8. L'Artiste (representing requirements in the form of visual designs)
If you Photoshop before you workshop, you run the risk of defining an interface solution that might not be the best one to implement. This undermines your ability to validate the chosen system because you are specifying the problem you hope to solve in terms of how you intend to solve it. It makes matters worse when you use filler text and placeholder images because it’s difficult to tell what contextual information will be needed with Lorem Ipsum. (source)

Requirement Engineering is still an emerging field, but there has been significant research and literature written on the subject. So...if you’re not a requirements analyst, what can you do (short of pursuing a certification in Requirement Engineering) to make your organization’s requirements gathering process more effective?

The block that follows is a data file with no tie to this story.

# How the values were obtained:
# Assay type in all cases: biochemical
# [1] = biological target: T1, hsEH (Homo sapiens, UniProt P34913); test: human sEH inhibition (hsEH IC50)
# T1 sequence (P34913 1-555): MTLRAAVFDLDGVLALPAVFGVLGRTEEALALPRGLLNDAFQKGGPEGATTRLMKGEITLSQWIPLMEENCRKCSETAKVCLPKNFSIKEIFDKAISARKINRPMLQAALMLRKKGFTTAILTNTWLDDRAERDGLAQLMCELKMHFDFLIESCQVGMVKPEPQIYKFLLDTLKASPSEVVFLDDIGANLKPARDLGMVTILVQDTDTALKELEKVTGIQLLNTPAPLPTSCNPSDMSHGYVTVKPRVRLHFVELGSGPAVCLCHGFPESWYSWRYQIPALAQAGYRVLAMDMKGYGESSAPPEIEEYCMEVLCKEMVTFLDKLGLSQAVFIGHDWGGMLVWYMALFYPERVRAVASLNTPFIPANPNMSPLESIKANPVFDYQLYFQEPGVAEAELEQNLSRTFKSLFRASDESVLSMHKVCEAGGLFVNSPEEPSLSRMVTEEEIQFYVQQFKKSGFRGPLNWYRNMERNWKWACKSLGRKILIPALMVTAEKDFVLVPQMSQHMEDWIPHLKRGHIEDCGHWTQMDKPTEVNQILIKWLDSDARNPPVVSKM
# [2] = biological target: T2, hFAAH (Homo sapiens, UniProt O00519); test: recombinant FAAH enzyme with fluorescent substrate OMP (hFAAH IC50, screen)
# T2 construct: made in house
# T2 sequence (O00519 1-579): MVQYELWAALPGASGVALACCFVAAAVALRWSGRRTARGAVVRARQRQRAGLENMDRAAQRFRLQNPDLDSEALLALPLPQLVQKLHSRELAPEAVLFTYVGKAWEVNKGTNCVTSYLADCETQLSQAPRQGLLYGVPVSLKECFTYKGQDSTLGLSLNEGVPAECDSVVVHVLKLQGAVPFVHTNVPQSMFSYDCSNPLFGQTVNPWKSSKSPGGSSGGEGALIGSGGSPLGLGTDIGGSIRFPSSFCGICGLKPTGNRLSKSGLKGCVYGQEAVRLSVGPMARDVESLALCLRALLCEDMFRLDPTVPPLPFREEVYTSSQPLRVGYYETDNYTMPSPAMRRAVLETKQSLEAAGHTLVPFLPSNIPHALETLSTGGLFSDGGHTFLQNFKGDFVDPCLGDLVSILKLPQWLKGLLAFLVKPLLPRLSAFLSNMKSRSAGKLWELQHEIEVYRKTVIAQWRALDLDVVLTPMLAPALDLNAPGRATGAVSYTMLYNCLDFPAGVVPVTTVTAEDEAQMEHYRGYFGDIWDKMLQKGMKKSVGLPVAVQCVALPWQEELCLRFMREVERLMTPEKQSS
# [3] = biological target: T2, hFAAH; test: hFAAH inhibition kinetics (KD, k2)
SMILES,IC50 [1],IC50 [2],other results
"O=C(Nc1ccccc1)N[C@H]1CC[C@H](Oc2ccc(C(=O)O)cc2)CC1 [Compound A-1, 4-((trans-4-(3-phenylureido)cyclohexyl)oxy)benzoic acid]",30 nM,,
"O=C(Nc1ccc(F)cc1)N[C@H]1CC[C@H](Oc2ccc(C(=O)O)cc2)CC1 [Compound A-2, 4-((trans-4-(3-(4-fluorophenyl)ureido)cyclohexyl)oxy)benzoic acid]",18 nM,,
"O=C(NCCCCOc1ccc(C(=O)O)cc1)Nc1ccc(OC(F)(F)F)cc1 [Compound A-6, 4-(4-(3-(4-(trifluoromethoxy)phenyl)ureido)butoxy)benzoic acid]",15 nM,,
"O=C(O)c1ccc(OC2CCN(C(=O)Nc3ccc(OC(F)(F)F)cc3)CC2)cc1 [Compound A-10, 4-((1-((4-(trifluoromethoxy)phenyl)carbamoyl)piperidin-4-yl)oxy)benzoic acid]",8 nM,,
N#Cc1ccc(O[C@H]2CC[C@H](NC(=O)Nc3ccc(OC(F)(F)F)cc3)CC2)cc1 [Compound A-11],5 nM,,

A move towards a more structured architecture requirements, modeling and systems design process.

The five elements of the requirements framework are Requirements Elicitation, Requirements Analysis, Requirements Validation, Requirements Documentation and Requirements Management.

"Software systems requirements engineering (RE) is the process of discovering [underlying] purpose, by identifying stakeholders and their needs, and documenting these in a form that is amenable to analysis, communication, and subsequent implementation". Nuseibeh and Easterbrook (2000)

Introducing elements from a seven step requirements gathering process can make a significant improvement in the quality of your requirements documentation. The steps are:

  • Scoping
  • Fact Gathering and Research
  • Analysis
  • Modelling
  • Validation
  • Trade-off Analysis
  • Negotiation

So far we’ve defined the inherent challenges of Requirements Gathering and why a better process is desperately needed, and shown you a sneak peek of a more structured approach.
In part 2, ‘Designing the Solution’ we will explore each of the seven steps in greater detail.

~ Vanessa Turke is Director of User Experience and a Senior Project Manager at Drupal Connect